So much for political solutions in Iraq.

The New York Times reports that six Iraqi cabinet members loyal Moqtada al-Sadr resigned on Monday at the behest of the Shiite cleric.

The resignations were in protest of Prime Minister Nuri al-Maliki’s refusal to impose a timeline for withdrawal of U.S. troops from Iraq.  As you’ve probably noticed, we’re having a political showdown over withdrawal timelines over here, too.  But nobody’s threatening to resign over it, and at the end of the day, whatever the emergency war appropriation turns out to look like, it will finance Mr. Bush’s so called “surge” plan.  But Mr. Bush’s surge is supposed to create conditions that will make a political solution possible, which with each passing day seems less and less likely.

Stand Up!  Stand Down!  Fight!  Fight!  Fight!

The recent suicide bombing in the Green Zone doesn’t prove that the surge plan isn’t working, but that little shopping that John McCain, Lindsey Graham and a hundred of their best heavily armed friends threw in a Baghdad market last week certainly doesn’t prove that it is working either.  It may be that U.S. commander in Iraq General David Petraeus bring relative stability to Baghdad.  I’m skeptical about the chances he can pull off a miracle of that magnitude, but even if he can, he won’t have achieved “victory.”  

Keep in mind that a secure Baghdad is merely an enabling objective in the surge strategy.  The strategic aim–in theory at least–is to provide enough breathing room for the Iraqi government and institutions to stabilize and train up a security force that’s loyal to the government.  That I don’t think Petraeus or Napoleon or the Supreme Being could make happen, at least not any time in the next 1,400 years.  Invading Iraq was colossal idiocy.  We would have been much better off to contain Saddam Hussein from the periphery and wait for him to die of old age.

In a recent op-ed piece, veteran military correspondent Joseph L. Galloway wrote that the surge plan is a “…search for a fig leaf to cover the emperor’s nakedness–a way for Bush to go home to Texas with a ringing but hollow declaration that ‘Iraq wasn’t lost on my watch.'”

Galloway is exactly right.  Even George W. Bush has to know by now that there’s no such thing as a “victory” to be had in Iraq.  He wants to hang on long enough to let someone else take credit for his “defeat.”  

Waiting for Godot

Mr. Bush promises to veto any war-spending bill that contains benchmark or timeline constraints.  His “common wisdom” argument says that if we announce a departure date, the enemy will lie low and wait for us to.  Like so much that passes for common wisdom, this argument is all too common and none too wise.  I’m not entirely convinced that the bad guys will decide to wait us out, and even if they do, that might be a good thing.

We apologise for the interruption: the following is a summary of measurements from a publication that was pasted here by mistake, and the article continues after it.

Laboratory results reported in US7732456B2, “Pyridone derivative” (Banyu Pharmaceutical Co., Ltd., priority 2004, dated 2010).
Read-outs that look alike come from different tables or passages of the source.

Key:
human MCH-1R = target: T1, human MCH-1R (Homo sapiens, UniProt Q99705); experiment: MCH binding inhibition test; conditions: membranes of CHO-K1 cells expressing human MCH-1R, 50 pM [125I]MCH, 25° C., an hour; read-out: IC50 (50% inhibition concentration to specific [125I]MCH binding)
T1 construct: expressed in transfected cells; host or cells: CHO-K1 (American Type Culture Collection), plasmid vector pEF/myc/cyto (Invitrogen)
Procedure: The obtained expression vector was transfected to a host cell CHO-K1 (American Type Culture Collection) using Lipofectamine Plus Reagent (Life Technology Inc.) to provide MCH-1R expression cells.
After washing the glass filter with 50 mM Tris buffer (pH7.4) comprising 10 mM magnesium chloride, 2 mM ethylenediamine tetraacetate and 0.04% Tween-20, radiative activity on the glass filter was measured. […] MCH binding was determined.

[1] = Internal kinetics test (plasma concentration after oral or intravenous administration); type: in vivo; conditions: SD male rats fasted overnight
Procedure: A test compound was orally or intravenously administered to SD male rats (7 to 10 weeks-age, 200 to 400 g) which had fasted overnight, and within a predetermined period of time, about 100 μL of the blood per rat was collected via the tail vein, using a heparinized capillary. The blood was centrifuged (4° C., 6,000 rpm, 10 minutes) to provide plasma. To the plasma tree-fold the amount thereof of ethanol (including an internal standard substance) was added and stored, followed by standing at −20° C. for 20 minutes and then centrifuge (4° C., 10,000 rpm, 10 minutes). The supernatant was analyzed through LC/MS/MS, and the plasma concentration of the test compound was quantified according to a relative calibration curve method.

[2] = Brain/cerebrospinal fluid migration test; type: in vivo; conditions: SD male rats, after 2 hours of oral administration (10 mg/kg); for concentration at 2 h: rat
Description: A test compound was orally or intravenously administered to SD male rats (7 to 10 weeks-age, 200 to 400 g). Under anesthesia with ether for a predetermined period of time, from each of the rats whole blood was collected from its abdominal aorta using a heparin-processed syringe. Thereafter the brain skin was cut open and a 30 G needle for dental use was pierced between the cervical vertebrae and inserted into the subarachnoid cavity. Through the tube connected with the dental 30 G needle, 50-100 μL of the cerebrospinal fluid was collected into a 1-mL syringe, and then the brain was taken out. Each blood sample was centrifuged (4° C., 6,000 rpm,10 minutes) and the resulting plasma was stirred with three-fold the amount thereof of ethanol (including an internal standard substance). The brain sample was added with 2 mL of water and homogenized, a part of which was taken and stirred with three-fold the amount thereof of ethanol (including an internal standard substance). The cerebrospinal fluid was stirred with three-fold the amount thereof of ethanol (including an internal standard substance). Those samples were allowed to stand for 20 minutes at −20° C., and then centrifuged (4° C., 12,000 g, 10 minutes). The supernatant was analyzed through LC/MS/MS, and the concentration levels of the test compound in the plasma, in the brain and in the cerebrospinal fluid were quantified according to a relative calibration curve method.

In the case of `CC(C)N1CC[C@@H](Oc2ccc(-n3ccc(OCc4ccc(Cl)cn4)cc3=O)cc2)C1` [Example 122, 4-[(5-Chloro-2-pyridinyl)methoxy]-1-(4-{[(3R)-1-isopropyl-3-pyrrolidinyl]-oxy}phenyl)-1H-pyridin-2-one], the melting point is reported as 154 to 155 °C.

They might wait us out, but it’s equally likely they would gather to do as much damage to us as they can before we go and to make sure we don’t change our minds about leaving.  If, on the other hand, they decide to lie low, that will buy us the kind of security we say we need to train up Iraqi security forces and let the various factions in the government settle their differences.  At the end of the day, announcing a departure timeline would accomplish the same kinds of things the surge is supposedly designed to achieve and a timeline would provide the additional benefit of lighting a fire under the Iraqi Parliament to get its act together.  

Keep in mind that the fighting among the militias and the infighting among the members of Iraq’s government are part and parcel of the same thing.  The Sunni and Shiite militias doing the fighting are loyal to individual members of Parliament who are doing the infighting.  So there’s no real separating the security situation from the political situation, and the longer we let Iraq’s politicians use us to deal with their security situation, the longer they’ll put off coming up with political solutions and the more the disparate parties will manipulate us into doing their dirty work for them.  At present al-Sadr’s Mahdi Army seems to have gone underground, and why not?  Why go toe to toe with the U.S. surge force when they can lie low and let American troops mop up on the Sunni militias for them?

The Bush administration and its supporters are manipulating us into allowing Iraq’s politicians to manipulate our troops.  That, perhaps more than anything, is the true tragedy of this fiasco.  


Commander Jeff Huber, U.S. Navy (Retired) writes from Virginia Beach, Virginia.  Read his commentaries at Pen and Sword.

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